The West Virginia. Cyclopedia
The Raleigh Sandstone forms high cliffs along the New River Gorge and broad tablelands beyond in southern Fayette County and northern Raleigh County. This resistant sandstone has prevented the region from being as deeply eroded as the ridges to the northeast in the Allegheny Plateau. The Raleigh Sandstone has been most effective in the development of tablelands near Beckley, WV.
The Raleigh most famously outcrops along the New River Gorge as the overlooks at Babcock State Park and Grandview State Park and has been quarried extensively near Beckley, WV, and Beaver, WV. Like the more massive Nuttall Sandstone, to the north, the Raleigh supports large areas of tableland, notably in the areas of Grandview, Scott Ridge, and eastern parts of Beckley. Their edges outcrop as cliffs along the rim of the New River Gorge and tributary gorges, notably that of the Piney Creek. Some outcrops have been weathered into caves and crevasses. The Raleigh is geologically divided into two beds, or ledges, separated by beds of shale and thin coals.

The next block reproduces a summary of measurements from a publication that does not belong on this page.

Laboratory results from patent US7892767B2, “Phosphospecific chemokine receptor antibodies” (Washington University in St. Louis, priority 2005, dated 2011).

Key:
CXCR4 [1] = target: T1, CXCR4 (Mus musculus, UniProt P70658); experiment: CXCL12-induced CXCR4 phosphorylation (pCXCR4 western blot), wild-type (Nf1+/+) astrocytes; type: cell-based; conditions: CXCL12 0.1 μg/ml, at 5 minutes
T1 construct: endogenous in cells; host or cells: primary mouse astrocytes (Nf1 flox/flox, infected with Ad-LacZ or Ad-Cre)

Upper Raleigh Sandstone
The upper ledge of the Raleigh Sandstone, the Upper Raleigh Sandstone, has been described by the WV Geological Survey as "heavy- to current-bedded, medium- to coarse-grained, micaceous to quartzitic, usually conglomeratic, grayish-white to grayish-brown." The upper ledge forms cliffs high on the valley walls of the central New River Gorge, including those at Grandview State Park, including Turkey Spur Rock.
Lower Raleigh Sandstone
The lower ledge of the Raleigh Sandstone, the Lower Raleigh Sandstone, has been described by the WV Geological Survey as resembling the upper in "texture and physical appearance." The bed is an important cliff-former, particularly in the southern gorge and along the walls of the gorges of the Piney Creek and Glade Creek. Among its most accessible outcrops are its cliffs on the upper rim of the Manns Creek Gorge in Babcock State Park. The Beckley Coal or Beckley Rider Coal generally underlies the lower seam.